The current methods the Biden administration is looking into in order to bring in more oil from Canada is doing it via rail and already existing lines and pipelines.
The WSJ reports that Canadian officials and oil-industry analysts say expanding the existing Keystone pipeline network would offer a longer-term and more efficient solution to the existing problem.
Analysts say that rail is an inefficient mode of transportation because it is expensive and increasing pumping at existing lines may not be feasible because most are at or near capacity.
The Keystone XL pipeline would be able to carry 830,000 barrels a day of Canadian crude from Alberta, Canada to Nebraska. Once in Nebraska, the pipeline would meet up with the existing Keystone pipeline, and then on to refineries on the U.S. Gulf Coast.
However, the White House continues to downplay the effect the project would have on the energy prices being experienced by Americans.
“While the U.S. continues to engage with a variety of producing countries to address the current supply imbalance we are seeing, the Keystone XL pipeline would have done little to nothing in addressing that supply,” a White House spokesman said.
Recently, U.S. Secretary of Transportation Pete Buttigieg said on MSNBC that the Biden administration is not looking at authorizing the Keystone XL pipeline because they are not looking at “permanent solutions to immediate short-term problems”.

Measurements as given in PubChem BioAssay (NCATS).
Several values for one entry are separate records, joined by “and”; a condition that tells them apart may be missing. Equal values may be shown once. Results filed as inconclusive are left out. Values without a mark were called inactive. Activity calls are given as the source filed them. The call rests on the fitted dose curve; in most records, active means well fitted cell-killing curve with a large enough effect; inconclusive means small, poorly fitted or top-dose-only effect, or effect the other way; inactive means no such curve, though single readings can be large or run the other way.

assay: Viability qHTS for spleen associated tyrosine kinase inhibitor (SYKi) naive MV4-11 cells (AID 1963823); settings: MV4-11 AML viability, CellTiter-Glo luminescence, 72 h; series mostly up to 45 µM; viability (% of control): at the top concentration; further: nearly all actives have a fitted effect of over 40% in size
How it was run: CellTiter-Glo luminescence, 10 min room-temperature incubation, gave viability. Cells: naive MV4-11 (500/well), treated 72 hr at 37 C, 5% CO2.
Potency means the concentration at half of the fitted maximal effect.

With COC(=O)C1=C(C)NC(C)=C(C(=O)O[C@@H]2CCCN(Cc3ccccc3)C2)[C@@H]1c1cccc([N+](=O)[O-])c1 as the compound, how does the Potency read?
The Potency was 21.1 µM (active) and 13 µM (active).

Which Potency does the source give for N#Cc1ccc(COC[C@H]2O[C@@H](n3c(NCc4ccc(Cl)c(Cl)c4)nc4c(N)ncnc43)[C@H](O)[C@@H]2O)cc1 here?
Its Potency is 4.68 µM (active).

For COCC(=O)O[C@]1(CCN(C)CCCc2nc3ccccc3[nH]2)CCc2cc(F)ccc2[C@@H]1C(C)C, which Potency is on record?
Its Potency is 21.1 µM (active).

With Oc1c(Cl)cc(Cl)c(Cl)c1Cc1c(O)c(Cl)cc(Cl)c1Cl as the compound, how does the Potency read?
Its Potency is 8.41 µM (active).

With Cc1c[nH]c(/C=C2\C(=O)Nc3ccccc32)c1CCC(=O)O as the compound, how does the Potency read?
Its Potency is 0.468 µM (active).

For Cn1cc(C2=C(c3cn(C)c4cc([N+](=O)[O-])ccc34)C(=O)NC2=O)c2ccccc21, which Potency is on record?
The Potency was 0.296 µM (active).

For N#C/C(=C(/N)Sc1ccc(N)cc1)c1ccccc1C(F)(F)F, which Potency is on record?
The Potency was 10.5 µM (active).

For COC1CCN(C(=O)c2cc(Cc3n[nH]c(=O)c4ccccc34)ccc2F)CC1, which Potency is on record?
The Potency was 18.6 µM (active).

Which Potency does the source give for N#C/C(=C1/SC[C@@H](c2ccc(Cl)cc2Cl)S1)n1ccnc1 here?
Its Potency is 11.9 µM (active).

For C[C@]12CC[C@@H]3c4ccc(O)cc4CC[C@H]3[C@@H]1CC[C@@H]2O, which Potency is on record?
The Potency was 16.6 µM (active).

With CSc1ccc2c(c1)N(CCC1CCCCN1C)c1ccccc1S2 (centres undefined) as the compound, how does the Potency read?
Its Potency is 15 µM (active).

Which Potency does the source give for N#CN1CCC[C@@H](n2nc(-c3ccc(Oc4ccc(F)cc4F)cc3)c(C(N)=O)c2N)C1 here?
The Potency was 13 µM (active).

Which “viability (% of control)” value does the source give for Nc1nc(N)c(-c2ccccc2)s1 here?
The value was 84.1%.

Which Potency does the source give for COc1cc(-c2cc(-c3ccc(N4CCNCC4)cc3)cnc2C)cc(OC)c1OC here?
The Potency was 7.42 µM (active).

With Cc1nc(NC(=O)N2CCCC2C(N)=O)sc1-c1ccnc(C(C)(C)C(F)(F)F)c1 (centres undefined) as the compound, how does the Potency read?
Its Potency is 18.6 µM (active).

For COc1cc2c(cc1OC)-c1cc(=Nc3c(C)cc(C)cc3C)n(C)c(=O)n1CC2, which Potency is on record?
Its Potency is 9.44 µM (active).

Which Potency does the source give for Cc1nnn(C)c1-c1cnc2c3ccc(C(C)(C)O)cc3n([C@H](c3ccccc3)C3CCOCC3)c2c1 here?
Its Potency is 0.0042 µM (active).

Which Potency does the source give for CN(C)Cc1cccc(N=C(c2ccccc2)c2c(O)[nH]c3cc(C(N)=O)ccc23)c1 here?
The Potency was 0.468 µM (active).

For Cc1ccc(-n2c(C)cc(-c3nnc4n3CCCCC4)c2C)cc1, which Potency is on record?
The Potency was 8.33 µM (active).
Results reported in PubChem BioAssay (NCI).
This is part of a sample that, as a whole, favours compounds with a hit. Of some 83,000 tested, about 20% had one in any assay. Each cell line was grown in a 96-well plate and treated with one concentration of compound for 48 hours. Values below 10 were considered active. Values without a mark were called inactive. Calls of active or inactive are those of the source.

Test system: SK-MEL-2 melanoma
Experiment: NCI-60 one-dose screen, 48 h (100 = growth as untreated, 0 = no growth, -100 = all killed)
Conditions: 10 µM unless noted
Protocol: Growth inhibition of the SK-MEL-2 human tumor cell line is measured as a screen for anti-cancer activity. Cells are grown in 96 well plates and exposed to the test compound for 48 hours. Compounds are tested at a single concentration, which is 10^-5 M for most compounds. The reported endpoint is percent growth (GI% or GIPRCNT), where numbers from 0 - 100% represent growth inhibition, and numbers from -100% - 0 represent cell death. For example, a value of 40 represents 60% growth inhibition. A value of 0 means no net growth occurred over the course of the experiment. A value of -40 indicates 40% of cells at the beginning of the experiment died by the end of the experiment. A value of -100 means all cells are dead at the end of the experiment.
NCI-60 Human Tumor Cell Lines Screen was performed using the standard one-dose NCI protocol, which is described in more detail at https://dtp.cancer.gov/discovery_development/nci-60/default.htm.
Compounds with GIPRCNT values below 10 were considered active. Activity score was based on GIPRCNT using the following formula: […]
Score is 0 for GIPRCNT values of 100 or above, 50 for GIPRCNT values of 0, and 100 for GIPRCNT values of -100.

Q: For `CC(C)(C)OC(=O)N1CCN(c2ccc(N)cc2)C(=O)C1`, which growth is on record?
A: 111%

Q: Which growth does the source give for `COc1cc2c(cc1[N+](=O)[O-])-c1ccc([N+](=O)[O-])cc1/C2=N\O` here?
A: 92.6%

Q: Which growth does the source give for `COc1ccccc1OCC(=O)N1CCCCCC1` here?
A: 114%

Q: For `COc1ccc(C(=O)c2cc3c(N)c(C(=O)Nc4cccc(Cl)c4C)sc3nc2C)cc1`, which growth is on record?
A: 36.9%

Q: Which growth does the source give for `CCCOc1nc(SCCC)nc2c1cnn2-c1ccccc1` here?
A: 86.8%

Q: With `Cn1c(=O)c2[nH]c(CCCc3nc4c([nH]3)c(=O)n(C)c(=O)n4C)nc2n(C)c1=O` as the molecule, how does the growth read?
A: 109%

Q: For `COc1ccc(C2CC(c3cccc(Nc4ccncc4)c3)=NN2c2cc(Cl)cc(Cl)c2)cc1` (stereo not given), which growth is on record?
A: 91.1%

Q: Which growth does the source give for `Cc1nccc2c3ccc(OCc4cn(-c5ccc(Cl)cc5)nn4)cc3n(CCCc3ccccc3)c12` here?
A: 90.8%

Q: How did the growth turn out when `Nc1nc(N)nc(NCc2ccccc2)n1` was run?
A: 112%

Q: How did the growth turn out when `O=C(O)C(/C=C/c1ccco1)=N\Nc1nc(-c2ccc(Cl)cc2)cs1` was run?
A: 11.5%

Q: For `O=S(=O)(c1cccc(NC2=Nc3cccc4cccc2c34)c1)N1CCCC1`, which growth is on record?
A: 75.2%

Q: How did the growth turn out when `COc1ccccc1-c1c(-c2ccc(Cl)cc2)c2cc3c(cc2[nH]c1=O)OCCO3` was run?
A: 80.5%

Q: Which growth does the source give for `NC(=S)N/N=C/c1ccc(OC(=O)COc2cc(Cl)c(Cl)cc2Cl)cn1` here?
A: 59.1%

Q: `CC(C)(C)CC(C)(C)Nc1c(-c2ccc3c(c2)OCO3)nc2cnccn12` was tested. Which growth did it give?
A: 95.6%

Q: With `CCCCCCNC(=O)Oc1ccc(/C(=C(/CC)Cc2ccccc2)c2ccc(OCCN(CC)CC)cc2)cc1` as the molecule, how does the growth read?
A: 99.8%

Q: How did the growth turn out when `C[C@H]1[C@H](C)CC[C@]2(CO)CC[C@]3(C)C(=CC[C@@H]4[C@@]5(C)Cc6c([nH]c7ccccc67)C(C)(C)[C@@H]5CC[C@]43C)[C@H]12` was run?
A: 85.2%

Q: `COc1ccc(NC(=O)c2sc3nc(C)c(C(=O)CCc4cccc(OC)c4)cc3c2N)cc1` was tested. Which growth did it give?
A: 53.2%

Additionally, Brian Deese, an economic advisor to President Biden, also recently said that “The only viable path to energy independence… is to reduce the energy intensity of our economy overall. And ultimately, to reduce it to zero and get ourselves to a position where we’re no longer reliant on fossil fuels.”
On Joe Biden’s first day in office, he signed an executive order revoking the construction permit for the Keystone XL pipeline.
In response to the revocation of the permits by Joe Biden on his first day as U.S. President, Jason Kenney the Premier of Alberta wrote a statement echoing concern over Biden’s plans to revoke the project.
“Doing so would kill jobs on both sides of the border, weaken the critically important Canada-US relationship, and undermine US national security by making the United States more dependent on OPEC oil imports in the future.”
Adding that oil-producing countries like Venezuela and Saudi Arabia do not share the same commitment as Canada and the United States “to environmental stewardship, combating climate change, or North American energy security”.